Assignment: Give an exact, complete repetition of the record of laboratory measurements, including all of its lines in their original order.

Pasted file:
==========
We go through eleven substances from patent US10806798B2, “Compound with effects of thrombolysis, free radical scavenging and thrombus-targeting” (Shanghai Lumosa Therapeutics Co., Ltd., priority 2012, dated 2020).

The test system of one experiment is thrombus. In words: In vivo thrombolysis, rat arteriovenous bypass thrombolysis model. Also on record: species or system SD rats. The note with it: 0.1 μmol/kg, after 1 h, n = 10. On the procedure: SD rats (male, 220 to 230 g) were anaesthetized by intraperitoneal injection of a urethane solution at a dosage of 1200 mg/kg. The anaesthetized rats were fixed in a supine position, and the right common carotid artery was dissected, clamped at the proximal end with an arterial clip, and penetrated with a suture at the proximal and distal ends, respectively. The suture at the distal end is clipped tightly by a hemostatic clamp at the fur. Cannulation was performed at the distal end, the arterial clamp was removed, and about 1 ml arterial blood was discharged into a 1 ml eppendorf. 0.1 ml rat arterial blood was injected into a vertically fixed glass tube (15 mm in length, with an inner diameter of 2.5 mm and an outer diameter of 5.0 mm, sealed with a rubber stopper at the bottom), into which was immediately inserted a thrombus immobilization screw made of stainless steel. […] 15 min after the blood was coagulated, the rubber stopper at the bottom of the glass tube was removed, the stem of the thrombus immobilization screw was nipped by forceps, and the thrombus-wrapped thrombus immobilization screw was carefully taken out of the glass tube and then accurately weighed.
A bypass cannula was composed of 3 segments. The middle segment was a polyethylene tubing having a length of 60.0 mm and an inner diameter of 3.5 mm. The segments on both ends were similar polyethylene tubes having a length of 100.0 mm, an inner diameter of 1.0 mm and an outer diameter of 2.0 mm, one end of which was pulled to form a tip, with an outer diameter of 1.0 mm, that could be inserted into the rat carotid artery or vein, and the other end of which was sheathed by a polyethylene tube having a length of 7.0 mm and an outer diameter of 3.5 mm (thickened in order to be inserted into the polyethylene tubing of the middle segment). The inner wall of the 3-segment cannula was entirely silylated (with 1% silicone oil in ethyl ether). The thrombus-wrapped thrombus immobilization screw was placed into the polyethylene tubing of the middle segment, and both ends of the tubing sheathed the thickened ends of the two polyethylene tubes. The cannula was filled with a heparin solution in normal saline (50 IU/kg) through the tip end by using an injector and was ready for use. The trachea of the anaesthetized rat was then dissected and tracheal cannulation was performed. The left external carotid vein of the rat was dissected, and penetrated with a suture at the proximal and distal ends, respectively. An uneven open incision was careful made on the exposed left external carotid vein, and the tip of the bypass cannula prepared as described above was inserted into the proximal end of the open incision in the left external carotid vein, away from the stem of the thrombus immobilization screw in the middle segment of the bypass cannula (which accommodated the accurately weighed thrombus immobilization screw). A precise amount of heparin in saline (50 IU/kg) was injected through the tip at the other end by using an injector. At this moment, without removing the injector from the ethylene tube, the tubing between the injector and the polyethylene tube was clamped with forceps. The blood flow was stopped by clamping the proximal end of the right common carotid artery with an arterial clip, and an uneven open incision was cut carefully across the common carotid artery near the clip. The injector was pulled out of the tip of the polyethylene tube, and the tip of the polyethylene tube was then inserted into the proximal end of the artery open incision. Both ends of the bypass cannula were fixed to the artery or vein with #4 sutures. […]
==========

We go through eleven substances from patent US10806798B2, “Compound with effects of thrombolysis, free radical scavenging and thrombus-targeting” (Shanghai Lumosa Therapeutics Co., Ltd., priority 2012, dated 2020).

The test system of one experiment is thrombus. In words: In vivo thrombolysis, rat arteriovenous bypass thrombolysis model. Also on record: species or system SD rats. The note with it: 0.1 μmol/kg, after 1 h, n = 10. On the procedure: SD rats (male, 220 to 230 g) were anaesthetized by intraperitoneal injection of a urethane solution at a dosage of 1200 mg/kg. The anaesthetized rats were fixed in a supine position, and the right common carotid artery was dissected, clamped at the proximal end with an arterial clip, and penetrated with a suture at the proximal and distal ends, respectively. The suture at the distal end is clipped tightly by a hemostatic clamp at the fur. Cannulation was performed at the distal end, the arterial clamp was removed, and about 1 ml arterial blood was discharged into a 1 ml eppendorf. 0.1 ml rat arterial blood was injected into a vertically fixed glass tube (15 mm in length, with an inner diameter of 2.5 mm and an outer diameter of 5.0 mm, sealed with a rubber stopper at the bottom), into which was immediately inserted a thrombus immobilization screw made of stainless steel. […] 15 min after the blood was coagulated, the rubber stopper at the bottom of the glass tube was removed, the stem of the thrombus immobilization screw was nipped by forceps, and the thrombus-wrapped thrombus immobilization screw was carefully taken out of the glass tube and then accurately weighed.
A bypass cannula was composed of 3 segments. The middle segment was a polyethylene tubing having a length of 60.0 mm and an inner diameter of 3.5 mm. The segments on both ends were similar polyethylene tubes having a length of 100.0 mm, an inner diameter of 1.0 mm and an outer diameter of 2.0 mm, one end of which was pulled to form a tip, with an outer diameter of 1.0 mm, that could be inserted into the rat carotid artery or vein, and the other end of which was sheathed by a polyethylene tube having a length of 7.0 mm and an outer diameter of 3.5 mm (thickened in order to be inserted into the polyethylene tubing of the middle segment). The inner wall of the 3-segment cannula was entirely silylated (with 1% silicone oil in ethyl ether). The thrombus-wrapped thrombus immobilization screw was placed into the polyethylene tubing of the middle segment, and both ends of the tubing sheathed the thickened ends of the two polyethylene tubes. The cannula was filled with a heparin solution in normal saline (50 IU/kg) through the tip end by using an injector and was ready for use. The trachea of the anaesthetized rat was then dissected and tracheal cannulation was performed. The left external carotid vein of the rat was dissected, and penetrated with a suture at the proximal and distal ends, respectively. An uneven open incision was careful made on the exposed left external carotid vein, and the tip of the bypass cannula prepared as described above was inserted into the proximal end of the open incision in the left external carotid vein, away from the stem of the thrombus immobilization screw in the middle segment of the bypass cannula (which accommodated the accurately weighed thrombus immobilization screw). A precise amount of heparin in saline (50 IU/kg) was injected through the tip at the other end by using an injector. At this moment, without removing the injector from the ethylene tube, the tubing between the injector and the polyethylene tube was clamped with forceps. The blood flow was stopped by clamping the proximal end of the right common carotid artery with an arterial clip, and an uneven open incision was cut carefully across the common carotid artery near the clip. The injector was pulled out of the tip of the polyethylene tube, and the tip of the polyethylene tube was then inserted into the proximal end of the artery open incision. Both ends of the bypass cannula were fixed to the artery or vein with #4 sutures. […]